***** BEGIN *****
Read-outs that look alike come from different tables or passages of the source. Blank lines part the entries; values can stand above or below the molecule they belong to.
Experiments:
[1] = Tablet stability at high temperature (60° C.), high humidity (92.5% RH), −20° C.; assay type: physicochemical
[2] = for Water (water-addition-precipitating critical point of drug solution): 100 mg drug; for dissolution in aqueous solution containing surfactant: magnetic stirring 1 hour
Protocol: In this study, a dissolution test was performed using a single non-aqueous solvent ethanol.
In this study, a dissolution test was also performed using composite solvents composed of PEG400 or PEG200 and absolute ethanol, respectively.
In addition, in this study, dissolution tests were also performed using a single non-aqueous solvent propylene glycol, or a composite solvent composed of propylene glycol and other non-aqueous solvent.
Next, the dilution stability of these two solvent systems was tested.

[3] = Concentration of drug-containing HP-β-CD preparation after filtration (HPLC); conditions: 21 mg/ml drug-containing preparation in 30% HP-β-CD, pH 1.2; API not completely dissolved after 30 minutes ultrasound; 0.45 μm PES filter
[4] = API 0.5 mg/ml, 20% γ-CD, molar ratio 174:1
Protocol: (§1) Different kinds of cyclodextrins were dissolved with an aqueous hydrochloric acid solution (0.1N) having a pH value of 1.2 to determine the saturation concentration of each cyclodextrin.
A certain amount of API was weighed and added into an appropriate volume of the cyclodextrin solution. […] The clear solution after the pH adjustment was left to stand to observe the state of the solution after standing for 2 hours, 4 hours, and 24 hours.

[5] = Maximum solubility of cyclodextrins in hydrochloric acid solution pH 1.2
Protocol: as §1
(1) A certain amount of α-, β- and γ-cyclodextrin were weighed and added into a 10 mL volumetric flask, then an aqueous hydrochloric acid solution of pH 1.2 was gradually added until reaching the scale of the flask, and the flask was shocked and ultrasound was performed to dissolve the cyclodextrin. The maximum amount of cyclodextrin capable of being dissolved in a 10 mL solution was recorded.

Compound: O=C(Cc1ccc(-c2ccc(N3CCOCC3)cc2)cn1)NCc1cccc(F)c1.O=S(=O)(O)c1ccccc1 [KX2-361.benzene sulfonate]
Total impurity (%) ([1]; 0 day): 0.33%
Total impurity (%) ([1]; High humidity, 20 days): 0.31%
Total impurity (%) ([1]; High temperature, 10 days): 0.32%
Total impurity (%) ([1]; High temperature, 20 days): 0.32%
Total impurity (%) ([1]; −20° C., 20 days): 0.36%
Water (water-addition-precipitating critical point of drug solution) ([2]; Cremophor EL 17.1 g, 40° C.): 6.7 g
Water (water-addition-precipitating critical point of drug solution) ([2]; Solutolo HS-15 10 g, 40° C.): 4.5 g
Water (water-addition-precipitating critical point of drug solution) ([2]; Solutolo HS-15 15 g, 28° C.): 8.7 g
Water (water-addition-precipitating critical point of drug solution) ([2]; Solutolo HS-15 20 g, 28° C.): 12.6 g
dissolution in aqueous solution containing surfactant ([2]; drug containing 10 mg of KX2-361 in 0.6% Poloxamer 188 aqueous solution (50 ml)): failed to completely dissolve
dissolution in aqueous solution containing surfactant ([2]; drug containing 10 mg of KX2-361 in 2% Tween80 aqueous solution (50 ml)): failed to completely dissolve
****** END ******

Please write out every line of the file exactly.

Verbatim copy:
Read-outs that look alike come from different tables or passages of the source. Blank lines part the entries; values can stand above or below the molecule they belong to.
Experiments:
[1] = Tablet stability at high temperature (60° C.), high humidity (92.5% RH), −20° C.; assay type: physicochemical
[2] = for Water (water-addition-precipitating critical point of drug solution): 100 mg drug; for dissolution in aqueous solution containing surfactant: magnetic stirring 1 hour
Protocol: In this study, a dissolution test was performed using a single non-aqueous solvent ethanol.
In this study, a dissolution test was also performed using composite solvents composed of PEG400 or PEG200 and absolute ethanol, respectively.
In addition, in this study, dissolution tests were also performed using a single non-aqueous solvent propylene glycol, or a composite solvent composed of propylene glycol and other non-aqueous solvent.
Next, the dilution stability of these two solvent systems was tested.

[3] = Concentration of drug-containing HP-β-CD preparation after filtration (HPLC); conditions: 21 mg/ml drug-containing preparation in 30% HP-β-CD, pH 1.2; API not completely dissolved after 30 minutes ultrasound; 0.45 μm PES filter
[4] = API 0.5 mg/ml, 20% γ-CD, molar ratio 174:1
Protocol: (§1) Different kinds of cyclodextrins were dissolved with an aqueous hydrochloric acid solution (0.1N) having a pH value of 1.2 to determine the saturation concentration of each cyclodextrin.
A certain amount of API was weighed and added into an appropriate volume of the cyclodextrin solution. […] The clear solution after the pH adjustment was left to stand to observe the state of the solution after standing for 2 hours, 4 hours, and 24 hours.

[5] = Maximum solubility of cyclodextrins in hydrochloric acid solution pH 1.2
Protocol: as §1
(1) A certain amount of α-, β- and γ-cyclodextrin were weighed and added into a 10 mL volumetric flask, then an aqueous hydrochloric acid solution of pH 1.2 was gradually added until reaching the scale of the flask, and the flask was shocked and ultrasound was performed to dissolve the cyclodextrin. The maximum amount of cyclodextrin capable of being dissolved in a 10 mL solution was recorded.

Compound: O=C(Cc1ccc(-c2ccc(N3CCOCC3)cc2)cn1)NCc1cccc(F)c1.O=S(=O)(O)c1ccccc1 [KX2-361.benzene sulfonate]
Total impurity (%) ([1]; 0 day): 0.33%
Total impurity (%) ([1]; High humidity, 20 days): 0.31%
Total impurity (%) ([1]; High temperature, 10 days): 0.32%
Total impurity (%) ([1]; High temperature, 20 days): 0.32%
Total impurity (%) ([1]; −20° C., 20 days): 0.36%
Water (water-addition-precipitating critical point of drug solution) ([2]; Cremophor EL 17.1 g, 40° C.): 6.7 g
Water (water-addition-precipitating critical point of drug solution) ([2]; Solutolo HS-15 10 g, 40° C.): 4.5 g
Water (water-addition-precipitating critical point of drug solution) ([2]; Solutolo HS-15 15 g, 28° C.): 8.7 g
Water (water-addition-precipitating critical point of drug solution) ([2]; Solutolo HS-15 20 g, 28° C.): 12.6 g
dissolution in aqueous solution containing surfactant ([2]; drug containing 10 mg of KX2-361 in 0.6% Poloxamer 188 aqueous solution (50 ml)): failed to completely dissolve
dissolution in aqueous solution containing surfactant ([2]; drug containing 10 mg of KX2-361 in 2% Tween80 aqueous solution (50 ml)): failed to completely dissolve